The Illustrated London News
It certainly wasn’t ‘Hello’ magazine.
‘Probably no paragraph of the Queen’s speech gave such unalloyed satisfaction to the vast majority of her subjects as that which touched upon her relations with the United States of America.’ This was the news that an agreement to arbitrate in the matter of the Alabama claims had been reached.
They were a series of demands for damages sought by the US against the UK for the attacks upon Union merchant ships by the Confederate Navy commerce raiders built in British shipyards during the American Civil War. Mainly it was about one raider, the CSS Alabama took more than sixty prizes before she was sunk off the French coast in 1864. We settled the matter by paying the US $15.5 million, ending the dispute and leading to a treaty that restored friendly relations between the two countries. It was an international arbitration that established a precedent.
Why should we be interested now? Because it happened exactly 150 years ago and made the headlines of the Illustrated London News, of which I have a copy. To today’s eyes it’s a dense and very dry newspaper, but it has its place in history because it first appeared on Saturday, 14 May 1842. And that made it the world’s first illustrated weekly news magazine. It appeared weekly until 1971, but publication only completely ceased in 2003.
However, the company continues today as Illustrated London News Ltd., a publishing, content and digital agency in London. They own the archives of The Illustrated London News, The Sketch, The Sphere, The Tatler, The Bystander, The Graphic, The Illustrated War News, The Illustrated Sporting and Dramatic News, and Britannia and Eve. It’s an amazing resource for anyone planning a historical novel. And certainly one that would prove useful to lazy writers of Sherlock Holmes stories who can’t even get the currency of the times right.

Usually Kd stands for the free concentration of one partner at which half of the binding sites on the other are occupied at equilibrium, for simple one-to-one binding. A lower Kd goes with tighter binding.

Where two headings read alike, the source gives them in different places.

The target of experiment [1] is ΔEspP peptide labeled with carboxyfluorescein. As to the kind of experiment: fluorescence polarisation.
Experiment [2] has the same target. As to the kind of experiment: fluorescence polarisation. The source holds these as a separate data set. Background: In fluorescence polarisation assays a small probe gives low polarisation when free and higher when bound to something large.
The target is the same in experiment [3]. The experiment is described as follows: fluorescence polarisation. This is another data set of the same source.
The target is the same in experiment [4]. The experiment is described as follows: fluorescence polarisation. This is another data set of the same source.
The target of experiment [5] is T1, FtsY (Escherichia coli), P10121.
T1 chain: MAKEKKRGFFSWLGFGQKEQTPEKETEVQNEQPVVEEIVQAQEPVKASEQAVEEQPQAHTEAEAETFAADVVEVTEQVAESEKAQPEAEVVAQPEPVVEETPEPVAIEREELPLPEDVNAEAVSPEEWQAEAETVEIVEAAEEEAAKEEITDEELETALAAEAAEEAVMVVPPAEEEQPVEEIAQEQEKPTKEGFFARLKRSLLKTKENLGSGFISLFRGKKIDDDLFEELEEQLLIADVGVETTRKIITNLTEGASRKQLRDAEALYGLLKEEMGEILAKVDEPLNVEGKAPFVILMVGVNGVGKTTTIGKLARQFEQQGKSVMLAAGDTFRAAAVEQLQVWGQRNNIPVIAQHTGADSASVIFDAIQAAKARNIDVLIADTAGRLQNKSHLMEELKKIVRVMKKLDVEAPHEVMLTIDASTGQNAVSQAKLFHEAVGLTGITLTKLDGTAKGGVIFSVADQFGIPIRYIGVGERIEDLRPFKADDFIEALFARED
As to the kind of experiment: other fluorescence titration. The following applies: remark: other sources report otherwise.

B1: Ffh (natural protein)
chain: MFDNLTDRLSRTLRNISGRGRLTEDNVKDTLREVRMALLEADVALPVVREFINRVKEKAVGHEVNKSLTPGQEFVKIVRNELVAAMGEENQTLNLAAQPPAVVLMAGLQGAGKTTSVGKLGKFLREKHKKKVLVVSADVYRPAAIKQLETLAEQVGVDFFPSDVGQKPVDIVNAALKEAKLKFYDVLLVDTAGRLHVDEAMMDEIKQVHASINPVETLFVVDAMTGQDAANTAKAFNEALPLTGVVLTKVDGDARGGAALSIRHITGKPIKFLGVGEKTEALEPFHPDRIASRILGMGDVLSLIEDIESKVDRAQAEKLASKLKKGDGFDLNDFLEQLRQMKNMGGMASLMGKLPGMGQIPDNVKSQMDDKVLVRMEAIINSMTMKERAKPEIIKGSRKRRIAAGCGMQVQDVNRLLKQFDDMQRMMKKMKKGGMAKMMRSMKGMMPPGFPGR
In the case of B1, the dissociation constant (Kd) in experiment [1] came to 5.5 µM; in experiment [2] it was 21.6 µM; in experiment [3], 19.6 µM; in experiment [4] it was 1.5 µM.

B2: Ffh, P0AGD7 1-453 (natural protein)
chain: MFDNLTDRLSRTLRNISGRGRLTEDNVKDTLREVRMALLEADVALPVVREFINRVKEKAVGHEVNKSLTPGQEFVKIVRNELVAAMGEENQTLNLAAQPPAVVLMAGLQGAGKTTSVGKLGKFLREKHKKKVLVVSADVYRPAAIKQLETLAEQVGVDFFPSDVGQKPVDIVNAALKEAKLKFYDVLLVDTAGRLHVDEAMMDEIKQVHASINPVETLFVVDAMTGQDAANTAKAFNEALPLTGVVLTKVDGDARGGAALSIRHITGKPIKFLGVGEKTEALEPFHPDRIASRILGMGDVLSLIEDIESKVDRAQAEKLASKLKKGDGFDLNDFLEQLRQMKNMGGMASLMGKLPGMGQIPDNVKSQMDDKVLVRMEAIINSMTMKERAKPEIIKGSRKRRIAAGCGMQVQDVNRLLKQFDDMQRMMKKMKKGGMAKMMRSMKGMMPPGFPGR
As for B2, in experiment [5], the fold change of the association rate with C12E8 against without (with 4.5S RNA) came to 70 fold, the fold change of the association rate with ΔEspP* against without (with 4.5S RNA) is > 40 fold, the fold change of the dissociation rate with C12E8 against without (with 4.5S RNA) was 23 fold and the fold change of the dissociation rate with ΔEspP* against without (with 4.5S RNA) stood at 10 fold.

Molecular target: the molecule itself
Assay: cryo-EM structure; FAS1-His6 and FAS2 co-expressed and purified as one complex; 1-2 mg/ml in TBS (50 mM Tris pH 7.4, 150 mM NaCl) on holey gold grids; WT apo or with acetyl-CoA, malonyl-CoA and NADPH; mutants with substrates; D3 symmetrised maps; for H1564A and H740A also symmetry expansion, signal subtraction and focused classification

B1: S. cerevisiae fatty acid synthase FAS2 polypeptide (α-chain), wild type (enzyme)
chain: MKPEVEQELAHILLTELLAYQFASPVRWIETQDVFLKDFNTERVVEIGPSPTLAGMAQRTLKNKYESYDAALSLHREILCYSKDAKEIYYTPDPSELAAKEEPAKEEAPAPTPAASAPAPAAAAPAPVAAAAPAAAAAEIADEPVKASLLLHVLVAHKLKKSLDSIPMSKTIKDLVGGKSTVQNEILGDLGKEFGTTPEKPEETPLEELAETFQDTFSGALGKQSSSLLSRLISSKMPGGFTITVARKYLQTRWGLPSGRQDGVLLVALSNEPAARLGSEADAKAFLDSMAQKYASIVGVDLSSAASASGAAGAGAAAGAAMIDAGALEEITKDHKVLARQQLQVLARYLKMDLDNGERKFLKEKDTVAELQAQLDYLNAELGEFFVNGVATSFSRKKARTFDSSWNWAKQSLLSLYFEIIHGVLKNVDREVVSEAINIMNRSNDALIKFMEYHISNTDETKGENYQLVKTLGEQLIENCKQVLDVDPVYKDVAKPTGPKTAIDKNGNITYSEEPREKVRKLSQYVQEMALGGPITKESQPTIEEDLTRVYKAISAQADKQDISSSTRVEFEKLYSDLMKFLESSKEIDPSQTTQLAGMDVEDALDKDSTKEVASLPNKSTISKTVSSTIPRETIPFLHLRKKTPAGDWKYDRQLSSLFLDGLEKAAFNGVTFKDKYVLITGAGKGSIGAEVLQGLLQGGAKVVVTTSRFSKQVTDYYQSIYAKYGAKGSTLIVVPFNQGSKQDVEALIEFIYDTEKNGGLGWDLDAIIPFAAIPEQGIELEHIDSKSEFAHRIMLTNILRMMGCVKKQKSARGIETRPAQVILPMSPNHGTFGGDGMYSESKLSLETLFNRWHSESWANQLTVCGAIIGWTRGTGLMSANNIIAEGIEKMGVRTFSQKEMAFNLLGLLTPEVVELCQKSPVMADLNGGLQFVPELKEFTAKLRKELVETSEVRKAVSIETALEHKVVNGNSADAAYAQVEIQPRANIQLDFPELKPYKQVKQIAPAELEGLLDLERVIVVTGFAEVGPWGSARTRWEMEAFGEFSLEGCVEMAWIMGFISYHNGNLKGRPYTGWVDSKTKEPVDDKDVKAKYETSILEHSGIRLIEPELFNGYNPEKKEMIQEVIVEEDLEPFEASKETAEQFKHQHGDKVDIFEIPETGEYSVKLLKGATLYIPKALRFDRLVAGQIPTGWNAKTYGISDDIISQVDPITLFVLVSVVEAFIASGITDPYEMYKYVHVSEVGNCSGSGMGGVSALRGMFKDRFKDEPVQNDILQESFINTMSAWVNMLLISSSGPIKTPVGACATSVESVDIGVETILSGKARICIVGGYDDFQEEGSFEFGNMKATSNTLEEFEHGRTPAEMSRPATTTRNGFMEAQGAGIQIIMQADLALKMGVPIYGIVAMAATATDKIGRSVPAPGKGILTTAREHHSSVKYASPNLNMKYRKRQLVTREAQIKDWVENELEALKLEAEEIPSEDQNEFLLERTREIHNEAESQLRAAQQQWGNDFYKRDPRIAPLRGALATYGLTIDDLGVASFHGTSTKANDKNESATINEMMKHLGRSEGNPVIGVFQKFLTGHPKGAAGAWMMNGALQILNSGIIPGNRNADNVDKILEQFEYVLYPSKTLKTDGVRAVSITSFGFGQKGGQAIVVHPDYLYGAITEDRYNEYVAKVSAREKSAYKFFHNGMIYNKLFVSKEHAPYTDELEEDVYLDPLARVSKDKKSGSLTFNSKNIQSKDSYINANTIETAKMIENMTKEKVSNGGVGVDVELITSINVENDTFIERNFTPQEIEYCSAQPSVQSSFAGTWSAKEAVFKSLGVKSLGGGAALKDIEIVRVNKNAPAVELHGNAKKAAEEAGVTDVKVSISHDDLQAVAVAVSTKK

Digitization is wonderful but for anyone interested in history it’s worth picking up a back issue – they’re not expensive, and give you a real feel for the times. In this same issue, local news includes the number of births registered for London that week (2299), there was an amateur performance by the Delaware Minstrels given at Bethnal Green workhouse, the plight of East-End children near the Ratcliffe Highway featured, and ‘Living Miniatures’, whatever they were, were appearing in the Haymarket.
The amount of reporting on London’s poor is striking; it’s a topic endlessly discussed and fretted over in the pages. Also it’s clear how much more connected the sovereign was to her subjects; people all over the world were following her actions, which had a direct effect on parliament.
There’s much more world reportage too – there was a large drawing of Arab workers building a Tunisian palace for the Paris Exhibition, and there are reports on virtually every government change in Europe. What’s missing in these pages is anything at all about the self or society. There’s a brief mention of a ball being held, but the rest of the magazine is about larger ideas affecting the world in politics, health, religion and technology. There’s no fashion, self-examination, well-being, nothing about how we feel and relate to each other.
Having seen that even Meghan Markle, a possible future member of the British royal family, is posting shots of herself on Instagram, I wonder – were we better off before or now?
The picture at the top shows Jumbo the elephant being led to the London docks, ready for sale to PT Barnum.